Christine Woods is Beth, the breadwinner in the family.  She, on the outside, is willing to have a stay-at-home husband, but when push comes to shove, she blames her only love for making unwise decisions about their lives. Beth has other underlying issues, dabbing in anti-anxiety drugs while pregnant, discussed but not witnessed. One wished to scrutinize her actions with a little more intensity.  She is wearing scrubs but we find out later that she is a physician as if the writer wanted us slightly confused. Woods is very good under the lights.

Brandon Scott is Will, a man now in fantods, has succumbed to the pitfalls of married and family life and believes there are better ways.  But, the answers to his prayers come at the misfortunes of his friend and maybe that is his way out.  Will obviously has other dreams that may not be manifested in Scott’s objective.

Stefanie Black is Dahlia, a woman who professes to be progressive because she is in a dramatic interracial relationship.  She being the more dramatic of the two. Her life is staying at home and taking care of the two children who are getting older. She seems unaware of the pressures of a one-income family and is willing to let her husband carry the burden in his low-paying public defender job. Dahlia is the Pandora’s box letting out one misfortune after another.  Black’s work is excellent.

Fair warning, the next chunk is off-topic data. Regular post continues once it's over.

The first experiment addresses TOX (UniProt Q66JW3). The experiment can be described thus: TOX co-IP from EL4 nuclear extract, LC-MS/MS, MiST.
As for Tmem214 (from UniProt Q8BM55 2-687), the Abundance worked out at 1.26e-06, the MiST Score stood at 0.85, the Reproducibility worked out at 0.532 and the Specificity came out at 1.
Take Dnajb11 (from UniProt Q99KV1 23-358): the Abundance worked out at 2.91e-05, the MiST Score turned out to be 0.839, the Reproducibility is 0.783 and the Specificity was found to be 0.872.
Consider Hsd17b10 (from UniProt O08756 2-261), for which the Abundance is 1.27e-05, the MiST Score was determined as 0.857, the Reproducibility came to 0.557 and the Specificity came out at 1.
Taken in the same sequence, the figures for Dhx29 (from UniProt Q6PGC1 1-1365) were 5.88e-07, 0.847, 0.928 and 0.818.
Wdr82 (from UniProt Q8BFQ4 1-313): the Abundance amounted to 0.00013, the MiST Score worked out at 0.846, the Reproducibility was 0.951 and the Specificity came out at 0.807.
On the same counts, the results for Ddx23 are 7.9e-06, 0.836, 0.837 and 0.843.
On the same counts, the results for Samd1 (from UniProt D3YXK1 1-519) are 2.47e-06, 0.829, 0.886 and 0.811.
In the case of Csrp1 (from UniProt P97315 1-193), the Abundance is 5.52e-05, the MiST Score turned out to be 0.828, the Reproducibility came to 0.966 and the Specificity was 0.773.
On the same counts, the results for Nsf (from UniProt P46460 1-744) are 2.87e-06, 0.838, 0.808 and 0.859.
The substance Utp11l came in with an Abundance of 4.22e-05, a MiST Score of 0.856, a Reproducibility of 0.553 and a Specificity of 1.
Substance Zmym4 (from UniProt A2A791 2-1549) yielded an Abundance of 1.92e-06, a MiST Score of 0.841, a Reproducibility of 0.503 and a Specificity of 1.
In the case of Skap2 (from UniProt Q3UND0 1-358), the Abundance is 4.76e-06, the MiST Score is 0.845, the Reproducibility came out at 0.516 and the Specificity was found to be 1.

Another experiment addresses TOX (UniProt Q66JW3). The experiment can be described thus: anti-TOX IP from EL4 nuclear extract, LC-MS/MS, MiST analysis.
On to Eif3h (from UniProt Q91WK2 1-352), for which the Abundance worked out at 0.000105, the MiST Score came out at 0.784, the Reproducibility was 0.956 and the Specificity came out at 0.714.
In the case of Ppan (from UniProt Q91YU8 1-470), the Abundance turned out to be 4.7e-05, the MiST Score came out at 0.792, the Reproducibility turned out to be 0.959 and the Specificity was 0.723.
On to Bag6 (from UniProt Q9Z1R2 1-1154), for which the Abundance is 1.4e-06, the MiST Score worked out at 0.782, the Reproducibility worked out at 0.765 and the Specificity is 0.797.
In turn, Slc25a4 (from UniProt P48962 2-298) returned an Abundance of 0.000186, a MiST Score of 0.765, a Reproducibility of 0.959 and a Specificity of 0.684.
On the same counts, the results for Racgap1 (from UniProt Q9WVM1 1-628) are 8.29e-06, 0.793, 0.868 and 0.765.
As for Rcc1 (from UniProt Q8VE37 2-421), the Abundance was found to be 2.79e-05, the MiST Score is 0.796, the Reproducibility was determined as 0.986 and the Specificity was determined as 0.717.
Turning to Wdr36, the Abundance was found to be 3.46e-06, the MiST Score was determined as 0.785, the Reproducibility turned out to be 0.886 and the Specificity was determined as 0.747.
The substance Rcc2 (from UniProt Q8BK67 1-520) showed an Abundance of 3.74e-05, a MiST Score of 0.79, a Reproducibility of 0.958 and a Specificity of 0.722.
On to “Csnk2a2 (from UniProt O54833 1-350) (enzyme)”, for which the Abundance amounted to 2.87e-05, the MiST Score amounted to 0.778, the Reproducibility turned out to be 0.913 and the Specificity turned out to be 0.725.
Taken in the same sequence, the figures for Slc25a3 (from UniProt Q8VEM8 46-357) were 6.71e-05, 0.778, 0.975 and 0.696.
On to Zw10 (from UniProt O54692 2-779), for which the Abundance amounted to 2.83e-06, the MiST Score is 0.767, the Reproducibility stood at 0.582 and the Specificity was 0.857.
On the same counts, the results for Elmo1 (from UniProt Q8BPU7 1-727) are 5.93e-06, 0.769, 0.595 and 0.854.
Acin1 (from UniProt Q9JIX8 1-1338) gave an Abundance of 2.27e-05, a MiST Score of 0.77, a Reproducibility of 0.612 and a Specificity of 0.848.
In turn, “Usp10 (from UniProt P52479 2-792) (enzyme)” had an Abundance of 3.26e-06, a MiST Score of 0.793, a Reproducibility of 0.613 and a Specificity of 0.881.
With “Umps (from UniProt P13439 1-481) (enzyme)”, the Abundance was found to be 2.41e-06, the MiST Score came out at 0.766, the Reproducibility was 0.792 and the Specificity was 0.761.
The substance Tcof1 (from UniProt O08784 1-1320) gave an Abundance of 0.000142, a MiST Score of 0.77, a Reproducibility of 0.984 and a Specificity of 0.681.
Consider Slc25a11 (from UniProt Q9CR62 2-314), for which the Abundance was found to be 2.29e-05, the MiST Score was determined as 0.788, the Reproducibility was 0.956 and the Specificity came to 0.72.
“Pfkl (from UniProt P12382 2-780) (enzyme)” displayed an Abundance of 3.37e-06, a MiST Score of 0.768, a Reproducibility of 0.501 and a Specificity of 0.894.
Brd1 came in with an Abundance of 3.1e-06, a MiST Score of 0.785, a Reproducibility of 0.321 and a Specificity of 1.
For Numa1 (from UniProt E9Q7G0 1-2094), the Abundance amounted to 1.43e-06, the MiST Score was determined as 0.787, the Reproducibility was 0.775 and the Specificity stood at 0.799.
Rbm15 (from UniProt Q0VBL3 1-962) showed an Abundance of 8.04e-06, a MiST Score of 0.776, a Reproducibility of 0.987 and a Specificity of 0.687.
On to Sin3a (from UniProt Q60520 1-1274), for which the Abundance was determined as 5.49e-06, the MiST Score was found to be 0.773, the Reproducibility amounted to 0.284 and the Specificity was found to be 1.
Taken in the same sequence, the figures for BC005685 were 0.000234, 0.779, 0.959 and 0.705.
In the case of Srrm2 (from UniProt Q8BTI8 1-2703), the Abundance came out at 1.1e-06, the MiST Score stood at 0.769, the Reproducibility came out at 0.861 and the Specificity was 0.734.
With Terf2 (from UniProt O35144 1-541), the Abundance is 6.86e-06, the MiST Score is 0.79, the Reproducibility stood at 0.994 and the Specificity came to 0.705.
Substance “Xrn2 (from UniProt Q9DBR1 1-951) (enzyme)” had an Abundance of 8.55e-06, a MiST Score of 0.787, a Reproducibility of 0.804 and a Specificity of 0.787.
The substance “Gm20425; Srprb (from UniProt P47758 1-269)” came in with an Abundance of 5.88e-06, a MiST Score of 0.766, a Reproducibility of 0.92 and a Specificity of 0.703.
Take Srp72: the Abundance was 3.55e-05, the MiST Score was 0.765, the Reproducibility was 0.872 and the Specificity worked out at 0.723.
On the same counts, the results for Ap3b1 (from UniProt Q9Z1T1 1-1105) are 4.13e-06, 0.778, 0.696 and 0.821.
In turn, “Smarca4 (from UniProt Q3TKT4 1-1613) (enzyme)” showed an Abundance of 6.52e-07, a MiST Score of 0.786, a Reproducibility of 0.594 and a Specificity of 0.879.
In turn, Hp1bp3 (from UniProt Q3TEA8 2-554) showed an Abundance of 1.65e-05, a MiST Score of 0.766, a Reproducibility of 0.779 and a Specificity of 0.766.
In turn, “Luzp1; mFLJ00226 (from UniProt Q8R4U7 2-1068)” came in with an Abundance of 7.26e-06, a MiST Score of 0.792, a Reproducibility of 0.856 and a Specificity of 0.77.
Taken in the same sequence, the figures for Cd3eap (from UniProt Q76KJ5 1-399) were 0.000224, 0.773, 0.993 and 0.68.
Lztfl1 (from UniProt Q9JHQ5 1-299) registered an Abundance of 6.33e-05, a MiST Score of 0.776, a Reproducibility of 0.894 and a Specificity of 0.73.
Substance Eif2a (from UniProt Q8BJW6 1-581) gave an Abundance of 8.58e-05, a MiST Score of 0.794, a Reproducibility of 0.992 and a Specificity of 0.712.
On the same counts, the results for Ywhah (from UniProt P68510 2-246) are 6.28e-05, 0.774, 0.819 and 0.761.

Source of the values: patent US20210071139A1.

Geoffrey Rivas is terrific as Eduardo.  He obviously knows what he is doing as the contractor but his actions are slightly ambiguous in the ways he goes about to earn more money. We get bits of information on his life, his drinking problem, and his ways of manipulation. We never see what gets him into trouble or what he does to get his son into more trouble, so during the course of the night, one is suspicious.  

Luca Oriel is Rodrigo a young man determined to help his father through these tough times no matter what price he has to pay.  And maybe he does pay a price near the end as the police come rushing up to the canyon road. Oriel is young and still learning and there is more to add to the performance, still, he has a great look and is very agreeable in the role.

Other members of the remarkable crew are as follows:

Colleen Labella – Associate Director
Holiday Kinard – Associate Producer
Robert Mahaffie – Co-Stage Manager
Lucy Houlihan – Co-Stage Manager
R.S. Buck – Lighting Designer
Michael O’Hara – Props
Melissa Trn – Costume Designer
Jeff Gardner – Sound Designer
Daniel Soule – Scenic Designer
Ryan Wilbat – Asst Scenic Designer
Red Colgrove – Set Build
Kis Knekt – Scenic Charge
Lucy Pollak – Publicity

Also, the understudies who did not perform the night I attended are: Christine Woods, Aynsley Bubbico, J. Claude Deering, Chris Gardner, Ray Oriel, Alexandra Wright, and Matt Yepez.

Run! Run! Run! And take a Unitarian Universalist with you.  You’ll have some interesting things to discuss on your deck at home.   

Los Angeles Theatre Center
Avalos Theatre
514 S. Spring Street 
Los Angeles, CA 90013